Southeast Directional Drilling (SEDD), Casa Grande, Ariz., continues to prove why it is one of the premier drilling contractors in the world. On a recent project in Boston, SEDD overcame several challenges to complete three separate bores under the Chelsea River, adjacent to Boston’s Logan airport.

SEDD crews used a Conductor Barrel HDD-assist technique to ensure drilling went smoothly, as well as to combat contaminated soil issues. SEDD used a pneumatic pipe ramming system from TT Technologies, Aurora, Ill., to install three 48-in. diameter Conductor Barrel casings.

According to TT Technologies pipe ramming specialist Rick Melvin, this particular technique is effective when boring under rivers. “The concept behind the Conductor Barrel is creating a clear pathway through poor soil conditions so that drilling can begin in more preferable soil conditions,” he said. “The Conductor Barrel technique is often used for river or water crossings. The length of the Conductor Barrel is determined by soil conditions, the angle of the bore and the depth of the crossing below the waterway. In addition, the Conductor Barrel can prevent situations in unstable soils where drilling fluids under pressure force their way into waterways or wetlands, acting in a similar fashion to containment cells.”

Mel Olson, SEDD vice president of operations, municipal/industrial division, said in the case of the Chelsea River project, the installed Conductor Casings also help prevent the infiltration of contaminated groundwater, a priority for project owner, NSTAR, Massachusetts-based, investor-owned electric and gas utility. “There were a number of contaminates identified in the preliminary subsurface investigations, everything from creosote to benzene,” Olson said. “One of the key aspects of this job was dealing with that contaminated soil and preventing contaminated groundwater from infiltrating into the bore path and end up in NSTAR’s manholes and vaults. We took several measures to prevent that situation.”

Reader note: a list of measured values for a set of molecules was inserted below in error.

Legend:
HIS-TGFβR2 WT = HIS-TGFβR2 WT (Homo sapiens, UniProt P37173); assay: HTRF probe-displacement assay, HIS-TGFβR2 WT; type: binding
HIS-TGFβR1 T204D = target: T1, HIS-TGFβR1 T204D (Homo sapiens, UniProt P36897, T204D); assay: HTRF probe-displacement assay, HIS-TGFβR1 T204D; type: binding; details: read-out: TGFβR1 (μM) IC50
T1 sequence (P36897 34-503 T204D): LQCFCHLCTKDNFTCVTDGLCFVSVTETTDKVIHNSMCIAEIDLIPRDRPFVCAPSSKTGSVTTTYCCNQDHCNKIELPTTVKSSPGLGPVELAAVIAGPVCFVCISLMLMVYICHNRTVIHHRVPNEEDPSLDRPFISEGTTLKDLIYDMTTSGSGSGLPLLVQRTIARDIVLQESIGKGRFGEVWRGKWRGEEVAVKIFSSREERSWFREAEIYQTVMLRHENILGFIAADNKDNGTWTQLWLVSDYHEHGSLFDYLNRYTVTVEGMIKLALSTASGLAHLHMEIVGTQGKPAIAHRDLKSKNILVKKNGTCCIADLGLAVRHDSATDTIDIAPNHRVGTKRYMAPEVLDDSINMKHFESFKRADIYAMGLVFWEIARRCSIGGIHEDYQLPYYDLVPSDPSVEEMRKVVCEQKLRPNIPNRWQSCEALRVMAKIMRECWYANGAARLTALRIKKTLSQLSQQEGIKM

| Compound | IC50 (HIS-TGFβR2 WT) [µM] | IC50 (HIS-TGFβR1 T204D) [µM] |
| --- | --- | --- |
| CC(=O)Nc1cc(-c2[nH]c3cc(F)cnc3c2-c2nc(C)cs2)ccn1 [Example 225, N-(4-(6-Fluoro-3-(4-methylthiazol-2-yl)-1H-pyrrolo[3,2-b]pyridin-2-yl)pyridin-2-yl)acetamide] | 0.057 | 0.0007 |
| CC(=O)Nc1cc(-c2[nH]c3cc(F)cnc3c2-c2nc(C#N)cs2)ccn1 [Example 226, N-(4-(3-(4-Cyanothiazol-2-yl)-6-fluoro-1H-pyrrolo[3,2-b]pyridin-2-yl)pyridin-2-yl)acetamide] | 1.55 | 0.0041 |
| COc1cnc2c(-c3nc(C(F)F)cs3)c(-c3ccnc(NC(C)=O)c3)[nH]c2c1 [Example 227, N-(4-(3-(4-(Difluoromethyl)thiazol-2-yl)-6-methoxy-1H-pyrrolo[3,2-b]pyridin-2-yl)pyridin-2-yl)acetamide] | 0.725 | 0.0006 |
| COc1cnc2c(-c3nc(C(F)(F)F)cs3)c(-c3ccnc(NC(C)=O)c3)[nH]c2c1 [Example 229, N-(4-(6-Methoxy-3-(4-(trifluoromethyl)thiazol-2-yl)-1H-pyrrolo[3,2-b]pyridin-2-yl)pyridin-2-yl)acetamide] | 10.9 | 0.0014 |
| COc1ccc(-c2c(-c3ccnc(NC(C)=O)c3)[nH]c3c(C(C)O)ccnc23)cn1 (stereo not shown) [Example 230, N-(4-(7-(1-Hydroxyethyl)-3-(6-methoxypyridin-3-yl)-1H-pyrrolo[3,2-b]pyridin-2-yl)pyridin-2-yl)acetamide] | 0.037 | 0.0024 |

SEDD crews are also well versed on HDD-assist techniques. Over the years, TT Technologies has introduced several pipe ramming techniques that help drill operators solve drilling problems and tackle tough conditions. On the Chelsea River project, the Conductor Barrel technique was used.

During the Conductor Barrel process, casings are rammed into the ground, at a pre-determined angle, until desirable soil conditions are met. The spoil is removed from the casing with an auger or core barrel. Drilling proceeds within the casing in the desirable soil conditions.

On the Job


The project for NSTAR included three separate bores under the Chelsea River. The project was ultimately completed to improve electrical back up and redundancy for Boston’s Logan Airport. SEDD was subcontracted to perform three 1,600-ft bores to place electrical conduit under the river.

In order to facilitate the bores, SEDD installed three 48-in. diameter Conductor Barrels on the north side of the crossing. Each conductor barrel was 120 ft long and installed at a 16-degree point on entry angle. “The entry angle was chosen in part due to space limitations. Obviously working in an urban environment we’re restricted with real estate on either side,” Olson said. “Plus, there was a brick-lined sewer main that was pile-supported, so we needed to go in at 16 degrees to achieve an adequate distance from our bore hole and the foundation of the brick sewer.”

To install the conductor barrel casings, the SEDD crew used a Grundoram Taurus and a single 1,600-cfm compressor. The SEDD crews used the drill rig bed angled to guide the Taurus during ramming operations and then fabricated a shoe that ran up and down the tracks of the drill rig to further guide the pipe rammer. Crews were able to weld two 20-ft casings together and ram 40-ft sections at a time. While ramming times were good, it took about a week to complete each installation with the removal of contaminated soil from within the casing accounting for much of the time. The three casings were installed approximately 20 ft apart. Once installed, SEDD crews removed the spoil from each casing with 42-in. auger segments connected through a box pin connection to the drill stem of the drill rig.